Should you only be growing one plant a time like some states don’t allow to exceed this, then you no longer have to wait for months to start seeing your plants bud: In the time that you spent germinating and preparing for the harvest, your plant’s clones will grow and be ready to use within a fraction of that time.

Step 2: Growth Hormones

Now that you have found the sturdiest and healthiest plant to be the ‘mother’, you should obviously have a rough idea of what your plant is going to be like. For instance, if the mother does not have a whole lot of buds but is otherwise healthy enough to be cloned, you could absolutely consider adding root hormones, PGRs or other natural growth hormones to try to boost bud production or bud quality.

Step 3: Cut and Plant the ‘Baby’

As bad as that sounds out of context, it’s what you have to do: The chosen branch(es) will have to be cut from the original plant and placed into its own separate flowering spot. Those same trimmers that you would use during the harvest time will come in handy when strategically cutting the branch to be planted and eventually grown.

Step 4: Let it Grow

Speaking of growing, that is the final step of the cloning process and it is probably the easiest. Not just because you repeat what you have been doing with the mother in terms of water and lighting, but because you only have to do this for about 7-10 days before the clone is fully grown. No seed germination or waiting for sprouting is required because your ‘baby’ has already gone through all those steps and is technically just expanding from there.

If you couldn’t already tell, it is hard for growing to get any easier and does not get any faster than that of cloning your marijuana plants.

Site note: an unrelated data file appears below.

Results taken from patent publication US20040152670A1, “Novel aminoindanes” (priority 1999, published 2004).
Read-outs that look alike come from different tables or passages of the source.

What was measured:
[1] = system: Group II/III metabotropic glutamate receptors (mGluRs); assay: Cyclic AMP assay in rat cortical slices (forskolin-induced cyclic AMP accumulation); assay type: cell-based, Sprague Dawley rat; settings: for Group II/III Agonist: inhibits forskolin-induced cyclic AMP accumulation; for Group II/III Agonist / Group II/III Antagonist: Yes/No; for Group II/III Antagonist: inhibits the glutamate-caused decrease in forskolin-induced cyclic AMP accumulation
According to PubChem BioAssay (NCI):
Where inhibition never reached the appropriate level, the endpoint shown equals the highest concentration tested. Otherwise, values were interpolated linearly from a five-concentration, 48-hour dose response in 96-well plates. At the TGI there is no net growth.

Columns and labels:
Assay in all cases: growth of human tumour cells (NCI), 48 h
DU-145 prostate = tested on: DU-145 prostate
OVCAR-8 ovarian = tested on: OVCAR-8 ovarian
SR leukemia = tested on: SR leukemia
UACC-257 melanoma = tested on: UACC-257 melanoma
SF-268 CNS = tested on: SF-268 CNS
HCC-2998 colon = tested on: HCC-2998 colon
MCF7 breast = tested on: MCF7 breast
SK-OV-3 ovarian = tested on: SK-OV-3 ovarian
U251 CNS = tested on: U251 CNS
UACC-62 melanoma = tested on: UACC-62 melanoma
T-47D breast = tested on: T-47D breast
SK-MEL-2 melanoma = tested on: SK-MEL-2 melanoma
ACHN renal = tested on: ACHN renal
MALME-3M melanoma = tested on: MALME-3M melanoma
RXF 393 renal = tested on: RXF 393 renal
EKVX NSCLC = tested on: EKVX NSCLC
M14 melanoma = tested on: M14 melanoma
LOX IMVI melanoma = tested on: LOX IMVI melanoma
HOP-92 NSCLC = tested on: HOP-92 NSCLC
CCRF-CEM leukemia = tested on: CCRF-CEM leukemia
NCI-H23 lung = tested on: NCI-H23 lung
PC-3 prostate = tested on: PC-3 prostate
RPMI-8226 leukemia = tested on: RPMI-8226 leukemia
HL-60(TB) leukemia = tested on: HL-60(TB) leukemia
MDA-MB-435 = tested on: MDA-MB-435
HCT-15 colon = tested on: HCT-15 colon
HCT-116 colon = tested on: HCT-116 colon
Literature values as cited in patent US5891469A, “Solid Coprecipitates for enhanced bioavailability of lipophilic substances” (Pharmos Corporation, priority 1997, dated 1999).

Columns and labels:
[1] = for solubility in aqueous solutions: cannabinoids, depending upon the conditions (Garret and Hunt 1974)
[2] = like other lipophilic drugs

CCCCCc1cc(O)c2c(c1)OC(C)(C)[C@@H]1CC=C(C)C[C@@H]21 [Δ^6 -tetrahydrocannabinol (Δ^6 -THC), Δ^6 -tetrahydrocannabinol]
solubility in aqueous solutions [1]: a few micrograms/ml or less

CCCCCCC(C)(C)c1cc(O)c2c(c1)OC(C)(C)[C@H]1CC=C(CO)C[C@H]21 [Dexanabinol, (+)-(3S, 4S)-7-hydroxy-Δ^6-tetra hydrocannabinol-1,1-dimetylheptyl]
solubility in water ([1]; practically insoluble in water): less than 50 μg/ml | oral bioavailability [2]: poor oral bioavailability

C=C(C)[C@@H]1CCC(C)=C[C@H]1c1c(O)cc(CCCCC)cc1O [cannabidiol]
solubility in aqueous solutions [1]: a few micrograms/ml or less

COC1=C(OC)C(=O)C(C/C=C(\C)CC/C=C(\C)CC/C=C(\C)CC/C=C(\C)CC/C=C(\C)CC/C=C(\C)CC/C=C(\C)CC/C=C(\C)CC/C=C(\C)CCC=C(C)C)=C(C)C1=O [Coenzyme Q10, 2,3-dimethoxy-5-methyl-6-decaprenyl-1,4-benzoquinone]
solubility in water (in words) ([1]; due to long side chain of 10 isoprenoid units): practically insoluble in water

Why Clone Instead of Growing?

It might not be the large-scale cultivator’s go-to choice for producing a field of plants at one time, but it is the go-to option when seeds are in short supply. Not to mention, you do not have to wait for seeds to germinate when cloning, so the process is cut down to only the actual growing time.

Eventually, you will need to keep planting seeds if you do want several plants at once and being able to grow tap roots (more bud per plant), but cloning will still give you a super fast copy of your magnum opus without losing any quality.

What Plants or Strains Should I Not Clone?

Now that we have covered how to successfully clone your weed plants, you might be wondering if this works for every single strain, and it essentially does. To explain, it is such an efficient and direct way of not only growing but reproducing plants from the same stem that every strain varies extremely minimally across clones.

Again, every plant has its own genetic code and that is literally just copied and grown from the trimmings, so not much is going to be lost along the way. 

The Sanctuary Editorial Team

Our writers use a combination of research and personal experiences to eloquently tackle these topics. The research process utilizes multiple levels of information. We reference informal channels for details relating to casual topics such as describing slang or how to create a bong out of fruit. We also examine scientific publishings for up-to-date research. The accuracy of our articles is crucially important to us and they are written with the idea of inclusiveness for readers of all walks of life.